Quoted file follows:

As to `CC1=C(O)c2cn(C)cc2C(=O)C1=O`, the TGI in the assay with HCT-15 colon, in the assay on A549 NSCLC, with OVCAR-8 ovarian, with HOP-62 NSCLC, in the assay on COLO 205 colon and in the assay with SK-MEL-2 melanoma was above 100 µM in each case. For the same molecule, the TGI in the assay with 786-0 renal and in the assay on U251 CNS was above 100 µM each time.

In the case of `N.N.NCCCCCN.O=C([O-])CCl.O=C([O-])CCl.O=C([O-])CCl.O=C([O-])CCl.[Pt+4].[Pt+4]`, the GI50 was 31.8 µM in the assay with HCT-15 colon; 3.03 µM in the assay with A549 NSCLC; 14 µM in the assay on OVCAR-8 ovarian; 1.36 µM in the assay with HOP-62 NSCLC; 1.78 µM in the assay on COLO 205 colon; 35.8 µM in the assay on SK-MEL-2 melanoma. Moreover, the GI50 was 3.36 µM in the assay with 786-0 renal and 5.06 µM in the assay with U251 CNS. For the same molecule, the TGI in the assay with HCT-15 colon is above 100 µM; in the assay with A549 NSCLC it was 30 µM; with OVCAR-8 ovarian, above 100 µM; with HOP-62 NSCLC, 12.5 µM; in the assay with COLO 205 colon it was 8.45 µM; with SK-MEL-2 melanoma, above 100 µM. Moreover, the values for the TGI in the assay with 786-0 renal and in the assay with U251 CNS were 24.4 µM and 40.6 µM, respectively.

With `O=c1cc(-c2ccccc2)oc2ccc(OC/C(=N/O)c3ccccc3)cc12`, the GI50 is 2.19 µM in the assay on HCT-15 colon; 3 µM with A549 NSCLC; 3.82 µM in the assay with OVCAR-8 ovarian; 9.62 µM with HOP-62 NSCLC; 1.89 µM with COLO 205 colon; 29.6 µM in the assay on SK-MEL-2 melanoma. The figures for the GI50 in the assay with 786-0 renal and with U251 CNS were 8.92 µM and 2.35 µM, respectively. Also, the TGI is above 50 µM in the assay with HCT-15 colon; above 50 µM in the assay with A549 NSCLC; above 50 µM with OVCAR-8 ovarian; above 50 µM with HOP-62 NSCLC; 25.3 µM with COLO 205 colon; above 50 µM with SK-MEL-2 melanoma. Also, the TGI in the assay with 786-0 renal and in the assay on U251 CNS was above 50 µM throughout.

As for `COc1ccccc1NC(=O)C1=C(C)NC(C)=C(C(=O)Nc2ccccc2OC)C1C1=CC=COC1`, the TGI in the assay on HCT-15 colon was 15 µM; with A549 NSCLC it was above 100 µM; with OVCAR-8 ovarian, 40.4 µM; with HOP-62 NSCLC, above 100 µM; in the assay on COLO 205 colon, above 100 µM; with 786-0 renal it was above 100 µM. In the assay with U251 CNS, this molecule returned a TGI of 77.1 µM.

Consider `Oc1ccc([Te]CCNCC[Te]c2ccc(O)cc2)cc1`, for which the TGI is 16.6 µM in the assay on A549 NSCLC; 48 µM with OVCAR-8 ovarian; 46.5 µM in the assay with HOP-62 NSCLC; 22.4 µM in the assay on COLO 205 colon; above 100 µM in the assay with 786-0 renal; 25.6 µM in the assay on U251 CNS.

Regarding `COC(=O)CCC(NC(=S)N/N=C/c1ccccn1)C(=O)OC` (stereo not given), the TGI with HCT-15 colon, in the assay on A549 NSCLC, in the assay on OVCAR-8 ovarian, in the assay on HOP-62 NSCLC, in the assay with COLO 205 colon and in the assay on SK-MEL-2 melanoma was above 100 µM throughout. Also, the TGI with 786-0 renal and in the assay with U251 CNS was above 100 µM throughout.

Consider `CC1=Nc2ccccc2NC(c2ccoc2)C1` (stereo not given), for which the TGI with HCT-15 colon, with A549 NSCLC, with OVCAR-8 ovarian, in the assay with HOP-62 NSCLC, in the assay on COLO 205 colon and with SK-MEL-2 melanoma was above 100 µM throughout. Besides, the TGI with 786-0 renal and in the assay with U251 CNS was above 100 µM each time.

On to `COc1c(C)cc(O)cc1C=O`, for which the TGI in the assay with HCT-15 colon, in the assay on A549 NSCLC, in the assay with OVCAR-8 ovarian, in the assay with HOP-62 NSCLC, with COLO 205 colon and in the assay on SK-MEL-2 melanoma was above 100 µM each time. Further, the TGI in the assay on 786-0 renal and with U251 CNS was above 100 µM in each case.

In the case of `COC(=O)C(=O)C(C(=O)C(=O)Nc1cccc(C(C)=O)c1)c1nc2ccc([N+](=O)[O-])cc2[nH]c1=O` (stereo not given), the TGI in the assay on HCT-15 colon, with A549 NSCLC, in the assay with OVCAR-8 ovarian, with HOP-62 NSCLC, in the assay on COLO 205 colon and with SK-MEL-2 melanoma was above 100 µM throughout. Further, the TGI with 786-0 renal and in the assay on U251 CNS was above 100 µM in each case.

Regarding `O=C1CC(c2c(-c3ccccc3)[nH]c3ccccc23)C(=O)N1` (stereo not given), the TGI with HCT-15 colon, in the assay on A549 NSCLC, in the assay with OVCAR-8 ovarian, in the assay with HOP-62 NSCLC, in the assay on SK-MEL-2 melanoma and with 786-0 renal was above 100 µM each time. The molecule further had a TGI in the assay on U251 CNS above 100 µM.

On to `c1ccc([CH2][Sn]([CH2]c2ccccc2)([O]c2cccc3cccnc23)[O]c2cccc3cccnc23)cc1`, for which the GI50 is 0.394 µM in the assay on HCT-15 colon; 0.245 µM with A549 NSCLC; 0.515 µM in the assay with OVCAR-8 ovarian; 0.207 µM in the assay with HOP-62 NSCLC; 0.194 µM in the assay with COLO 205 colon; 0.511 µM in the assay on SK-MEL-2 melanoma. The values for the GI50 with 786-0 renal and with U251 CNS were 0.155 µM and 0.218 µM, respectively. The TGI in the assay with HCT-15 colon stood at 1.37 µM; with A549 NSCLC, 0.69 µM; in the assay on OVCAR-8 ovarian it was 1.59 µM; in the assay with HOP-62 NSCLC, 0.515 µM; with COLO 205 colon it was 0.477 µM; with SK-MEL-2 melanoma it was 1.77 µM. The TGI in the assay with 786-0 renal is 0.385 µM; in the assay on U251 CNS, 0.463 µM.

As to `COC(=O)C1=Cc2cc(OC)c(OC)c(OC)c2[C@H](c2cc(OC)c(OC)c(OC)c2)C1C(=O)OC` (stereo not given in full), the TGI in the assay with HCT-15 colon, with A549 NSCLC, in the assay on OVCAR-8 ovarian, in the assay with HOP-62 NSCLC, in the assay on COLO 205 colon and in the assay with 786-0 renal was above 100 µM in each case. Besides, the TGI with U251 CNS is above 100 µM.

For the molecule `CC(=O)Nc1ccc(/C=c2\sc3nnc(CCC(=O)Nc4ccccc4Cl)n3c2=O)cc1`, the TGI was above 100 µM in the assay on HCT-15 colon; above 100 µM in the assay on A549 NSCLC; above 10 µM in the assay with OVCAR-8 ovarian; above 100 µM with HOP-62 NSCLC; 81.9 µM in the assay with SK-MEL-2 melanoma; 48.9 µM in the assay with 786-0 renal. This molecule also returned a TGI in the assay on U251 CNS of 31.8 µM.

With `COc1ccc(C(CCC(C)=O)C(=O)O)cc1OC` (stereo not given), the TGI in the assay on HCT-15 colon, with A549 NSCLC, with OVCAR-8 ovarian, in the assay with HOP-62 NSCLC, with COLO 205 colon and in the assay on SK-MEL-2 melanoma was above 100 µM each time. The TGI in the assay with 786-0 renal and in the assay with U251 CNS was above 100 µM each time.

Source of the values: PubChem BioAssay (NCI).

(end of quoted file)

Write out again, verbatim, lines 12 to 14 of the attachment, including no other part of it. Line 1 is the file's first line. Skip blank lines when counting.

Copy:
As to `COC(=O)C1=Cc2cc(OC)c(OC)c(OC)c2[C@H](c2cc(OC)c(OC)c(OC)c2)C1C(=O)OC` (stereo not given in full), the TGI in the assay with HCT-15 colon, with A549 NSCLC, in the assay on OVCAR-8 ovarian, in the assay with HOP-62 NSCLC, in the assay on COLO 205 colon and in the assay with 786-0 renal was above 100 µM in each case. Besides, the TGI with U251 CNS is above 100 µM.

For the molecule `CC(=O)Nc1ccc(/C=c2\sc3nnc(CCC(=O)Nc4ccccc4Cl)n3c2=O)cc1`, the TGI was above 100 µM in the assay on HCT-15 colon; above 100 µM in the assay on A549 NSCLC; above 10 µM in the assay with OVCAR-8 ovarian; above 100 µM with HOP-62 NSCLC; 81.9 µM in the assay with SK-MEL-2 melanoma; 48.9 µM in the assay with 786-0 renal. This molecule also returned a TGI in the assay on U251 CNS of 31.8 µM.

With `COc1ccc(C(CCC(C)=O)C(=O)O)cc1OC` (stereo not given), the TGI in the assay on HCT-15 colon, with A549 NSCLC, with OVCAR-8 ovarian, in the assay with HOP-62 NSCLC, with COLO 205 colon and in the assay on SK-MEL-2 melanoma was above 100 µM each time. The TGI in the assay with 786-0 renal and in the assay with U251 CNS was above 100 µM each time.